Recently I had the opportunity to take a metal clay class on how to cut bezels on a Silhouette. This might require some explanation for those of you who are not familiar with one or both of those words.
A Silhouette is a machine that is sort of like a printer, except it cuts instead of prints. It is designed for scrapbookers to cut shapes out of paper for their scrapbook pages. Another brand that you may be familiar with is a Cricket, but unlike that one the Silhouette doesn't require cartridges. It has software that allows you to create designs. I have been using it to create stencils for etching glass for some time. At right is a picture of my Silhouette.
In jewelry, a bezel is a strip of metal that holds a stone in place, as you will see later in this blog post.
Wanaree Tanner is a talented metal clay artist who apparently has been doing some experimentation with the Silhouette. Holly Gage, another talented metal clay artist, was hosting Wanaree for a 2 day class in how to use the Silhouette to cut bezels. I had to drive to Pennsylvania, but it was worth it!
We picked the design we wanted for the bezel, and Wanaree showed us how to cut them out on the Silhouette. Then we attached the bezel to the back plate, attached the bail and fired. After firing, we did not do finishing work before setting the stone. We set the stone first, because the bezel is very thin and delicate. The silver was still all white looking, as you can see in this picture. (The chain is just one I happened to be wearing.) The bezel is the zig zag strip that is holding the stone on.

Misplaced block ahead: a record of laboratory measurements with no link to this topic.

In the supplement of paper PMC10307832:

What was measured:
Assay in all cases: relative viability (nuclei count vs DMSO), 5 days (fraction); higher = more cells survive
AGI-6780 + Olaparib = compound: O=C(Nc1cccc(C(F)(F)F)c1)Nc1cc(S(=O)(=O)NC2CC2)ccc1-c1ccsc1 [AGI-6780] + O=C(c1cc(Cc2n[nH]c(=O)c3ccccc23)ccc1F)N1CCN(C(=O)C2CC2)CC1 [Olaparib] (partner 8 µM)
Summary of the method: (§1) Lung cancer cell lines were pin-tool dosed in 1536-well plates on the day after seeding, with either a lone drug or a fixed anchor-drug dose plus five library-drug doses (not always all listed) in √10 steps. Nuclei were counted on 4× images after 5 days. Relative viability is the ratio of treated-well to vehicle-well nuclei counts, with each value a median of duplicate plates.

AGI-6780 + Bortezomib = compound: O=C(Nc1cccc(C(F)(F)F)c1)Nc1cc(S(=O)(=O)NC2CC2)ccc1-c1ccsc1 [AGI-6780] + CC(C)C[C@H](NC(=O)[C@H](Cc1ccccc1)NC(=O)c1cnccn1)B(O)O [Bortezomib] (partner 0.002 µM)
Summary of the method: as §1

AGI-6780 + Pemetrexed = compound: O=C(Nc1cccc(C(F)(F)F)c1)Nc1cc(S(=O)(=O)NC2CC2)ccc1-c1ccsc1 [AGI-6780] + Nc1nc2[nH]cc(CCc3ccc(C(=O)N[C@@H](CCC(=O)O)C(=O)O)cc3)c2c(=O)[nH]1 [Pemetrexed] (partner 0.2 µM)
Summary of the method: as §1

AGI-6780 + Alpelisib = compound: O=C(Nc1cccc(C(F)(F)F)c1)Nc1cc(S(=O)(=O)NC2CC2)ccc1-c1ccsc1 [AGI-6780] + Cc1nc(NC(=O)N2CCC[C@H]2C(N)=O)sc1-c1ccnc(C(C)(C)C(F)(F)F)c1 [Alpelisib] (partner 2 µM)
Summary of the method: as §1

I bought this stone off a hippie outside of Taos, NM at the Rio Grande Gorge bridge back before they rebuilt the bridge. (It was really scary to walk across!) Since this pendant was a class project that I would keep I wanted to use a stone that meant something to me. He told me it was Spectralite, but someone at the class told me it was Labradorite. It doesn't matter to me, it looks cool either way.
Below is a picture from the first night when several of us went out to dinner. From left is Silvie Waals, Wanaree Tanner and Holly Gage.
Here is my finished pendant, front and back:
To learn more about using the Silhouette with metal clay, check out Wanaree's YouTube video.
Sunday, November 17, 2013
Sunday, November 3, 2013
Above is a piece that I thought was really unique. You don't usually see octopus jewelry. This one is part of a set by Plethora of Jewelry.
|Angel Fish Naval Ring|
At right is another unusual piece. An angelfish dangle belly button ring. I thought it was so cute I had to include it here. This is by one of our newer guild members, William or as he's better known, Dream Catcher Man.
|Copper Blues Tree of Life|
Of course, if we're going to talk about jewelry inspired by nature, there's going to be at least one tree! This handmade tree of life pendant is blue and copper, including a blue moon. You can find it at Wagoner Wire Works.
|Spiral Wire-Wrapped Pendant|
This intricate wire-wrapped pendant, right, was inspired by the spiral of an ammonite according to Margaret of Boho Wire Wrapped. Spirals are certainly a favorite of jewelry designers everywhere. The bead in the center is an alexandrite, which changes color depending on the type of light.
|Fused Frog Pendant|
|Crocheted Snowflake Ornament|
Last, but certainly not least, when I saw this I knew I had to include it here. Winter is almost here, and those of us who live up north will be seeing these soon, if we haven 't already. This crocheted snowflake ornament isn't really jewelry, but sometimes we jewelry makers like to diversify a little. It is made by Wyvern Designs.
If you'd like to see the Artfire collection, you can find it here: Inspired by Nature